EVA1 Incoming – And What is Pansonic Dual Native ISO?
Finally have approval to put an order for the Panasonic EVA1 in the coming weeks! The EVA1 features Panasonic Dual Native ISO so I thought what a perfect opportunity to figure out exactly what that is.
Typically cinema cameras will allow users to adjust the gain applied to the signal from the sensor, called the ISO. This term was taken from film and definition adapted to fit once digital sensors took hold in the market. Just like an audio clip with levels recorded far too low, amplifying the signal also amplifies the noise. So when shooting digital a compromise is always made when one wants to increase low light sensitivity. ISO is an artificial way to shoot low light.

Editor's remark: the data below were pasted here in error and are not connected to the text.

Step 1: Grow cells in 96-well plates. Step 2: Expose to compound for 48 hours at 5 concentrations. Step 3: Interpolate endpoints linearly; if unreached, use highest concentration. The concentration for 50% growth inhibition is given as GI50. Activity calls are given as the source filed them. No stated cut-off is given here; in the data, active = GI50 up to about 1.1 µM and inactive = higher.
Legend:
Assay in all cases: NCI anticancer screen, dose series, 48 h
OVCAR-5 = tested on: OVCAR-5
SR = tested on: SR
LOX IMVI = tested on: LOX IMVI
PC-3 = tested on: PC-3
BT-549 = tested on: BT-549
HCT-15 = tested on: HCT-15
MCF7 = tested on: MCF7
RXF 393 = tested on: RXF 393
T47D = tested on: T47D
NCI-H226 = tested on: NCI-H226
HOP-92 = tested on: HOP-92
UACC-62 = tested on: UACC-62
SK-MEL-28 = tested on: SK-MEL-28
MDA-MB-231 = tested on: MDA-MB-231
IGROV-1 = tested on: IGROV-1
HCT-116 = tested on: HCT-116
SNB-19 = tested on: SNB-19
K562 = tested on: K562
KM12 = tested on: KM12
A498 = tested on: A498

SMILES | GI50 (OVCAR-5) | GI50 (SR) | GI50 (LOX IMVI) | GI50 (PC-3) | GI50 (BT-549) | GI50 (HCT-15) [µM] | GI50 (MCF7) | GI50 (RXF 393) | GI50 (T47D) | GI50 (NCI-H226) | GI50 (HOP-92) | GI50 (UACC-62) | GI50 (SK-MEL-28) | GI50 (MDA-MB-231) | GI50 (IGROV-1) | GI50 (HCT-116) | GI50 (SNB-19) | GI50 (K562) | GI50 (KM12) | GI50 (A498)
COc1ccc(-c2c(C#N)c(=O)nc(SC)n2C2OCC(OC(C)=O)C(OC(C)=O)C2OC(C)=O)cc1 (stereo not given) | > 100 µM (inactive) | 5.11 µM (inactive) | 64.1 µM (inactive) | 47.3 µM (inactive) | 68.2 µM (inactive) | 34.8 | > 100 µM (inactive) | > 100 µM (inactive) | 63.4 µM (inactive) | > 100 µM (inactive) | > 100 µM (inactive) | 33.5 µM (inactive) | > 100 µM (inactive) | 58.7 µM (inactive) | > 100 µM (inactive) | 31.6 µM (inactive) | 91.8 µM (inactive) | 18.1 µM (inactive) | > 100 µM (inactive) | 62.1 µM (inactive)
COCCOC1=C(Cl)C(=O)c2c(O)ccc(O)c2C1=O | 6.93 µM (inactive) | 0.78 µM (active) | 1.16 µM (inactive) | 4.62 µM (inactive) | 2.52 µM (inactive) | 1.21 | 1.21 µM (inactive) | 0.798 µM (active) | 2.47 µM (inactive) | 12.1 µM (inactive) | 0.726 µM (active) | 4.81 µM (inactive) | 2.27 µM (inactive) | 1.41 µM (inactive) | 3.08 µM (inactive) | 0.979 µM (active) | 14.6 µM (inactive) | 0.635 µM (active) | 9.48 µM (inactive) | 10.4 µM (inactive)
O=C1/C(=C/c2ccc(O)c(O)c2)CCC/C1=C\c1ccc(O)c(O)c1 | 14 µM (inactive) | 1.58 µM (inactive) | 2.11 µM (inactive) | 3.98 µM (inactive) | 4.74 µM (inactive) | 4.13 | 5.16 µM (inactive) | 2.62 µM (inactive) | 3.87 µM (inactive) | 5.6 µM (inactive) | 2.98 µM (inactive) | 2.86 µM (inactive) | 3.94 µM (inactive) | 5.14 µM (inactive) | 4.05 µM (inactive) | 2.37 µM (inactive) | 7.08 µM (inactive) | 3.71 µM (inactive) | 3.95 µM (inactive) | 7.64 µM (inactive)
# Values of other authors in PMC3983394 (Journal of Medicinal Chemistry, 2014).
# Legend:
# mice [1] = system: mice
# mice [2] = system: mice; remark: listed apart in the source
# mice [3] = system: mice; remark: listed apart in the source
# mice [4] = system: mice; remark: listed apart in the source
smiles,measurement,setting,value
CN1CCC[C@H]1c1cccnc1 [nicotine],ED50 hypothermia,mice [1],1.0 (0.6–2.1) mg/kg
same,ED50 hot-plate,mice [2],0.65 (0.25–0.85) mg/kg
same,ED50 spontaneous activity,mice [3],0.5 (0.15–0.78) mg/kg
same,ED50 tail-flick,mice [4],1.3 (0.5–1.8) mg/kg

The majority of cameras have one native gain (ISO), or where the signal path of the sensor is not amplified at all, where the baseline and least noisy image will result. Panasonic introduced Dual Native ISO with the Varicam 35 and the idea is so simple you might wonder why it hasn’t been tried before. (The idea, I’m no engineer and I’m sure the execuation was the difficult part).
Panasonic Dual ISO works because there are actually two analog signal paths built into the camera, one for 800 ISO and one for 2500 ISO. This means you will be able to shoot in low light with great noise levels since both ISO levels are camera native. This older event from the Varicam 35 helps to explain with a live demo: